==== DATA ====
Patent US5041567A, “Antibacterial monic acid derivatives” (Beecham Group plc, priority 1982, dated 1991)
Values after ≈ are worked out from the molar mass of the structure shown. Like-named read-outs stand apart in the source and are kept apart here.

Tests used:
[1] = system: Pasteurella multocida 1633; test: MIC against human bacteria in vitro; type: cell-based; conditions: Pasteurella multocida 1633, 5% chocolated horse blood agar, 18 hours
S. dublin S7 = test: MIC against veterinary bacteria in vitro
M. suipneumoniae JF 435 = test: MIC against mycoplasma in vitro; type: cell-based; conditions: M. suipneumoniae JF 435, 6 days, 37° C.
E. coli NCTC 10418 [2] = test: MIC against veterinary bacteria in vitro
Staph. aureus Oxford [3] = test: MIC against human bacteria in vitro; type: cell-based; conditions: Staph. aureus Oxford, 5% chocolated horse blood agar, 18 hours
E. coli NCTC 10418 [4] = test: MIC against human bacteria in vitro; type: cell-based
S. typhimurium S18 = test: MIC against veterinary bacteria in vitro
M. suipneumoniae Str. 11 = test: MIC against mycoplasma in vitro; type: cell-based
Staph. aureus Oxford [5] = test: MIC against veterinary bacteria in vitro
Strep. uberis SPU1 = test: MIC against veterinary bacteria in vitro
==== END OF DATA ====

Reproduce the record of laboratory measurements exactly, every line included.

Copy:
Patent US5041567A, “Antibacterial monic acid derivatives” (Beecham Group plc, priority 1982, dated 1991)
Values after ≈ are worked out from the molar mass of the structure shown. Like-named read-outs stand apart in the source and are kept apart here.

Tests used:
[1] = system: Pasteurella multocida 1633; test: MIC against human bacteria in vitro; type: cell-based; conditions: Pasteurella multocida 1633, 5% chocolated horse blood agar, 18 hours
S. dublin S7 = test: MIC against veterinary bacteria in vitro
M. suipneumoniae JF 435 = test: MIC against mycoplasma in vitro; type: cell-based; conditions: M. suipneumoniae JF 435, 6 days, 37° C.
E. coli NCTC 10418 [2] = test: MIC against veterinary bacteria in vitro
Staph. aureus Oxford [3] = test: MIC against human bacteria in vitro; type: cell-based; conditions: Staph. aureus Oxford, 5% chocolated horse blood agar, 18 hours
E. coli NCTC 10418 [4] = test: MIC against human bacteria in vitro; type: cell-based
S. typhimurium S18 = test: MIC against veterinary bacteria in vitro
M. suipneumoniae Str. 11 = test: MIC against mycoplasma in vitro; type: cell-based
Staph. aureus Oxford [5] = test: MIC against veterinary bacteria in vitro
Strep. uberis SPU1 = test: MIC against veterinary bacteria in vitro